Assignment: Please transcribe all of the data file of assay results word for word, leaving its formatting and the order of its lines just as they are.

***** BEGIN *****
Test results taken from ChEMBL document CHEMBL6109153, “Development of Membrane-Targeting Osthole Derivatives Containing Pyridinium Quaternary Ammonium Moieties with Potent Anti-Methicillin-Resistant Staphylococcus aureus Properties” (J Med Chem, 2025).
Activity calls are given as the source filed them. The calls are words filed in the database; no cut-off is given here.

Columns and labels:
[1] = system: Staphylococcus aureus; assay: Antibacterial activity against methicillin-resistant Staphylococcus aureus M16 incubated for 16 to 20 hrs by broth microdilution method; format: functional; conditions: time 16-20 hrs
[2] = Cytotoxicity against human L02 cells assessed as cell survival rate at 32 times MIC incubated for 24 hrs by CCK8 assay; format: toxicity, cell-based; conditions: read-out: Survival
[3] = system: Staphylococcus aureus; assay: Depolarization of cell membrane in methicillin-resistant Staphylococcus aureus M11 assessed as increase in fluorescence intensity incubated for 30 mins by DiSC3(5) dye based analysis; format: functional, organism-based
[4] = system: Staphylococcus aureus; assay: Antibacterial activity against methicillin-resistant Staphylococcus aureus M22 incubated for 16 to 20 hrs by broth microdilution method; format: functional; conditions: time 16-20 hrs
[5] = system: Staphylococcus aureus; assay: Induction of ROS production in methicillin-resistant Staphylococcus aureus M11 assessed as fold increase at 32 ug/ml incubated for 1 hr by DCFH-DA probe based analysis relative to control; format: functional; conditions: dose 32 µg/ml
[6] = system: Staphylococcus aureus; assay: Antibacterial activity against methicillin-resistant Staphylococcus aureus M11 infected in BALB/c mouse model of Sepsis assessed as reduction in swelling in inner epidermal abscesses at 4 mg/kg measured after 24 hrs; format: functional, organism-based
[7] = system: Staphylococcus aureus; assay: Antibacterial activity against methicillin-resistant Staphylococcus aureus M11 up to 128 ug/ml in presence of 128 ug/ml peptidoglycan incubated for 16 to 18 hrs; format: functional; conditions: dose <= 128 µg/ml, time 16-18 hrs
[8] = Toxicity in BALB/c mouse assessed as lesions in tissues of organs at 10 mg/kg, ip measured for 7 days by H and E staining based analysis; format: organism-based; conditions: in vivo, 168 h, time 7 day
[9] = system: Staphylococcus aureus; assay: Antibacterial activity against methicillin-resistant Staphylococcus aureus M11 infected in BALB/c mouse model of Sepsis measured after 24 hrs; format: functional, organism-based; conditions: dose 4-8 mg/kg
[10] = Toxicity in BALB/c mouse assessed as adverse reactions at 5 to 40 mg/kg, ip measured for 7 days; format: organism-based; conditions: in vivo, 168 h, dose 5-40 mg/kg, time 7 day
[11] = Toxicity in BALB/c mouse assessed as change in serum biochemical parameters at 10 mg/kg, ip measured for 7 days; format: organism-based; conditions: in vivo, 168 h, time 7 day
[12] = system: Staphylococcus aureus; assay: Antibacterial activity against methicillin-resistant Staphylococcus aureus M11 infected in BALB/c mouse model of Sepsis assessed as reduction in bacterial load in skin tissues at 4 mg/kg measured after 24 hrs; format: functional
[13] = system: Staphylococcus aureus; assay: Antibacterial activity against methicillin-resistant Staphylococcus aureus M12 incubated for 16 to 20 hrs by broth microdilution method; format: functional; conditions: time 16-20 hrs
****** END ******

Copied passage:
Test results taken from ChEMBL document CHEMBL6109153, “Development of Membrane-Targeting Osthole Derivatives Containing Pyridinium Quaternary Ammonium Moieties with Potent Anti-Methicillin-Resistant Staphylococcus aureus Properties” (J Med Chem, 2025).
Activity calls are given as the source filed them. The calls are words filed in the database; no cut-off is given here.

Columns and labels:
[1] = system: Staphylococcus aureus; assay: Antibacterial activity against methicillin-resistant Staphylococcus aureus M16 incubated for 16 to 20 hrs by broth microdilution method; format: functional; conditions: time 16-20 hrs
[2] = Cytotoxicity against human L02 cells assessed as cell survival rate at 32 times MIC incubated for 24 hrs by CCK8 assay; format: toxicity, cell-based; conditions: read-out: Survival
[3] = system: Staphylococcus aureus; assay: Depolarization of cell membrane in methicillin-resistant Staphylococcus aureus M11 assessed as increase in fluorescence intensity incubated for 30 mins by DiSC3(5) dye based analysis; format: functional, organism-based
[4] = system: Staphylococcus aureus; assay: Antibacterial activity against methicillin-resistant Staphylococcus aureus M22 incubated for 16 to 20 hrs by broth microdilution method; format: functional; conditions: time 16-20 hrs
[5] = system: Staphylococcus aureus; assay: Induction of ROS production in methicillin-resistant Staphylococcus aureus M11 assessed as fold increase at 32 ug/ml incubated for 1 hr by DCFH-DA probe based analysis relative to control; format: functional; conditions: dose 32 µg/ml
[6] = system: Staphylococcus aureus; assay: Antibacterial activity against methicillin-resistant Staphylococcus aureus M11 infected in BALB/c mouse model of Sepsis assessed as reduction in swelling in inner epidermal abscesses at 4 mg/kg measured after 24 hrs; format: functional, organism-based
[7] = system: Staphylococcus aureus; assay: Antibacterial activity against methicillin-resistant Staphylococcus aureus M11 up to 128 ug/ml in presence of 128 ug/ml peptidoglycan incubated for 16 to 18 hrs; format: functional; conditions: dose <= 128 µg/ml, time 16-18 hrs
[8] = Toxicity in BALB/c mouse assessed as lesions in tissues of organs at 10 mg/kg, ip measured for 7 days by H and E staining based analysis; format: organism-based; conditions: in vivo, 168 h, time 7 day
[9] = system: Staphylococcus aureus; assay: Antibacterial activity against methicillin-resistant Staphylococcus aureus M11 infected in BALB/c mouse model of Sepsis measured after 24 hrs; format: functional, organism-based; conditions: dose 4-8 mg/kg
[10] = Toxicity in BALB/c mouse assessed as adverse reactions at 5 to 40 mg/kg, ip measured for 7 days; format: organism-based; conditions: in vivo, 168 h, dose 5-40 mg/kg, time 7 day
[11] = Toxicity in BALB/c mouse assessed as change in serum biochemical parameters at 10 mg/kg, ip measured for 7 days; format: organism-based; conditions: in vivo, 168 h, time 7 day
[12] = system: Staphylococcus aureus; assay: Antibacterial activity against methicillin-resistant Staphylococcus aureus M11 infected in BALB/c mouse model of Sepsis assessed as reduction in bacterial load in skin tissues at 4 mg/kg measured after 24 hrs; format: functional
[13] = system: Staphylococcus aureus; assay: Antibacterial activity against methicillin-resistant Staphylococcus aureus M12 incubated for 16 to 20 hrs by broth microdilution method; format: functional; conditions: time 16-20 hrs